A public-private agency that helps Canadian organizations shift to technologies that protect their encrypted data from being broken by quantum computers has been given a federal grant of $675,000 to help its work.
Public Safety Canada said Tuesday that the money going to Quantum-Safe Canada will support its work to prepare the country’s critical infrastructure for the quantum threat.
Organizations that hold encrypted data include governments, financial institutions, energy providers, research facilities, telcos, and manufacturers of sensitive products.
Quantum computers capable of breaking current encryption may be years away but organizations have to start preparing now, agency executive director Michele Mosca said in an interview.
Michele Mosca, executive director, Quantum-Safe Canada
And ‘now’ means they should have their transition plans to quantum-safe solutions finished by next year. That’s because standardized quantum-resistant encryption algorithms are expected to be approved by the U.S. National Institute of Standards and Technology (NIST) in 2024, so high-risk organizations can begin their transition. That will include selecting solution providers and testing their solutions.
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“The top critical infrastructures with a big IT footprint really should be wrapping up their preparation and assessment phase in a year or so and be starting the roadmapping by 2024. By that year, things will start kicking into gear on the solutions side. The standardized algorithms will be ready and there will be no need to delay,” Mosca noted.
Countries not necessarily friendly to the West, including China and Russia, are pouring hundreds of millions into quantum computing research. No one is quite sure when they will be able to produce a machine that can crack current encryption.
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But, Mosca said, given the time it will take for organizations to migrate to quantum-resistant solutions, they can’t wait until one is churning away.
“You have to at least tentatively pick a date by which you want your systems ready. You have to look at your risk tolerance, and if it’s less than 10 per cent” — meaning a 10 per cent chance of broken encryption will cause the firm serious damage — “you really want to have migrated within 10 years.
“Some people may not want even a one per cent chance, in which case they have to do something faster,” he added.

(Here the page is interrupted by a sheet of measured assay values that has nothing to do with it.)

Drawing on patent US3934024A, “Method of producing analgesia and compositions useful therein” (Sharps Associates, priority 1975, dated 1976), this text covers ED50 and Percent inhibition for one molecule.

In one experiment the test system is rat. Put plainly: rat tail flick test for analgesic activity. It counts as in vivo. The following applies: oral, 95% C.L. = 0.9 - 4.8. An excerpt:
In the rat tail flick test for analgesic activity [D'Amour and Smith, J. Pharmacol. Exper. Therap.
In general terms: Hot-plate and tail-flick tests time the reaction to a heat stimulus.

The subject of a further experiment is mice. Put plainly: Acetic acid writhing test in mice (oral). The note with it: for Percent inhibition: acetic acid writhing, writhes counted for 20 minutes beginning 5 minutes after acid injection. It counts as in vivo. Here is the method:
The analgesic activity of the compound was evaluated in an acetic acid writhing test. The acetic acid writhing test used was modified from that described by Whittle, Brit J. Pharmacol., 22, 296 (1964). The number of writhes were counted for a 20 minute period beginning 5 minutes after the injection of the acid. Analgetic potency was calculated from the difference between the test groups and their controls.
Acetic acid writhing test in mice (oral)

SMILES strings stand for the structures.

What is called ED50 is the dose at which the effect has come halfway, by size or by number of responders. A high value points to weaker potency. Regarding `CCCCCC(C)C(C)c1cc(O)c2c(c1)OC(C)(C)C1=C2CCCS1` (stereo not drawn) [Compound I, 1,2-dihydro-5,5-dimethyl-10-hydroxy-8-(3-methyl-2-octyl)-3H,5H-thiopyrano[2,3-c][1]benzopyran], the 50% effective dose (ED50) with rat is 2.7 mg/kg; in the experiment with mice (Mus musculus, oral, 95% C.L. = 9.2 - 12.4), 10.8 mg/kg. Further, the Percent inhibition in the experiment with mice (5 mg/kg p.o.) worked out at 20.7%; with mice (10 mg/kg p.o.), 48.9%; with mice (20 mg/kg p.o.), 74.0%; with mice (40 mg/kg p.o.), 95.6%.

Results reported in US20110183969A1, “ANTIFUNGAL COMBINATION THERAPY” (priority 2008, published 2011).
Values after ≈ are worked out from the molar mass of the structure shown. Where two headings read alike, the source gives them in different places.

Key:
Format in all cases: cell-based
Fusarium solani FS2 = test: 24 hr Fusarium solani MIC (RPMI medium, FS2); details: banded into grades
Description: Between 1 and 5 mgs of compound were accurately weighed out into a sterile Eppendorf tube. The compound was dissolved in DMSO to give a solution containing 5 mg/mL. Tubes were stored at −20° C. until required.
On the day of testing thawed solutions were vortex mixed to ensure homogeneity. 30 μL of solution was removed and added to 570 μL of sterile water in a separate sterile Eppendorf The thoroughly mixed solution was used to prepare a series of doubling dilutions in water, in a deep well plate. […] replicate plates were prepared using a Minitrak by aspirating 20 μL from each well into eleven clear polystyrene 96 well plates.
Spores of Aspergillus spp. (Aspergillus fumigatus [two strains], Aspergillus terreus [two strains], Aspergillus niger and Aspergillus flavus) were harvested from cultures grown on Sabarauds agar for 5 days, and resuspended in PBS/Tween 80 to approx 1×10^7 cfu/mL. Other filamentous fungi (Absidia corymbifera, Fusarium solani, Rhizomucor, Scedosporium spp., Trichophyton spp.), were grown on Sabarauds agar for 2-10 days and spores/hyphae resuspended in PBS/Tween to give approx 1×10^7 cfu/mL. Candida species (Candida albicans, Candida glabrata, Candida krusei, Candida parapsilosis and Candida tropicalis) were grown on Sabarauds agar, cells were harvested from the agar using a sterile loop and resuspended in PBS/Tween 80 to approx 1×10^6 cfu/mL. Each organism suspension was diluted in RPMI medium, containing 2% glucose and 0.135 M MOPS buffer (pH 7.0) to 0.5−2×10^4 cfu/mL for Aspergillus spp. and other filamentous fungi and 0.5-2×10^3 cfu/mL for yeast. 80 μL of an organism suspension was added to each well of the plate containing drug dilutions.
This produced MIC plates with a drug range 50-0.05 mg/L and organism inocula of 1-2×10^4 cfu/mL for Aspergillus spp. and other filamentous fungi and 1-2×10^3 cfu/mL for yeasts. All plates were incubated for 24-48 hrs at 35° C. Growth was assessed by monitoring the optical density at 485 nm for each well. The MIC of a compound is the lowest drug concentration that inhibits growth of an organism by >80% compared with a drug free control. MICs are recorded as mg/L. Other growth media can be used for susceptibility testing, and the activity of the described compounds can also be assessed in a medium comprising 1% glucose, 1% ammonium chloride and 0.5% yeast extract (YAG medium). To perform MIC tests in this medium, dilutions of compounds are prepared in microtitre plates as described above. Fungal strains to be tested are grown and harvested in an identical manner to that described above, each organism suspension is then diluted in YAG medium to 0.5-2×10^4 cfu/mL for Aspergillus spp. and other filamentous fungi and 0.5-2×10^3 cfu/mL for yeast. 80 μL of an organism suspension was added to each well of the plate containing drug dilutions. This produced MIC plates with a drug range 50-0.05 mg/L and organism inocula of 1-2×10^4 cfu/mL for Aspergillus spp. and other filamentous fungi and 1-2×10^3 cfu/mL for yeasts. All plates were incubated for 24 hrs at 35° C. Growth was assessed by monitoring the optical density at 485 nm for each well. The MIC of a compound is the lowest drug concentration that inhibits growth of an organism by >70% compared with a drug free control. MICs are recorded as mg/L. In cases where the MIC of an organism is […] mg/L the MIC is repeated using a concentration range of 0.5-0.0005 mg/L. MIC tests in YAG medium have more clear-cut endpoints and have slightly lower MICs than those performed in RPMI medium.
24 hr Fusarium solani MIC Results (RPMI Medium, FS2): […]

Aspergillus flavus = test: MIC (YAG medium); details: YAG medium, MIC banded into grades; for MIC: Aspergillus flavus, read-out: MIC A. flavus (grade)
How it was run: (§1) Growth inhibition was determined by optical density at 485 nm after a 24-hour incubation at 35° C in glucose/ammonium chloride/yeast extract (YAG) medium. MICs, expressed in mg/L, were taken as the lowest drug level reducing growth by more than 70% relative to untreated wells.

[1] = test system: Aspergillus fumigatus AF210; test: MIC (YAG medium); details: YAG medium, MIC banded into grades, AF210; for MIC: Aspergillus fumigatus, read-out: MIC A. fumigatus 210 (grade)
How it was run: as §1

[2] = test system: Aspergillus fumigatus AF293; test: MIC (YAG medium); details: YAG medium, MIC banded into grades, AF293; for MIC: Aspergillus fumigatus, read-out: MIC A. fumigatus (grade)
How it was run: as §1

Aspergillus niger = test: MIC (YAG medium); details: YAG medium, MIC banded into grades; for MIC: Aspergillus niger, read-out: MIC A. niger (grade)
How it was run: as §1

Major governments are aiming to transition their critical applications by the early 2030s, he pointed out. That may be nine years away, but Mosca warned it will take a lot of work to upgrade systems.
Don’t forget, he added, the Canadian, U.S. and other governments have already decided to migrate their systems to quantum-safe solutions.
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Quantum-Safe Canada is a not-for-profit whose governing board includes Sami Khoury, head of the federal government’s Canadian Centre for Cyber Security; Robert Gordon, former executive director and currently strategic advisor of the Canadian Cyber Threat Exchange; Vanda Vicars, chief operating officer of the Global Risk Institute in Financial Services; and consultant Brian O’Higgins, an expert in public-key infrastructure.
Mosca, who also sits on the board, is a co-founder of the Institute for Quantum Computing and a professor at the University of Waterloo, as well as a co-founder of a quantum software startup called EvolutionQ.
There are four steps to quantum readiness, he said: Understanding what the problem is, understanding what it means to the organization and its peers, planning and testing quantum-safe solutions and, finally, deploying the solutions.
The funds announced Tuesday are small compared to the monies available in the public and private sectors for fundamental quantum research, he said. But money for awareness is vital.
This particular grant will help the energy and finance sectors understand the “early preparation steps we neglect and wish [later] we had done.”
The funds will also be spent to help identify the skills needed for the transition and implementation stages so vendors, colleges and universities can train and expand the workforce.
“It’s not just a few computer science programmers writing code that will be needed,” he stressed. Project planners, managers, system integrators, experts in risk assessments, business analysts and more will be needed. And it wouldn’t necessarily mean years of training. It could mean adding an extra course to a college degree,” he added.
The federal funds come from Ottawa’s Cyber Security Co-operation Program, which was launched in 2019 under the National Cyber Security Strategy. Through the program, $10.3 million in funding was allocated to support projects that contribute to positioning Canada as a global leader in cyber security.
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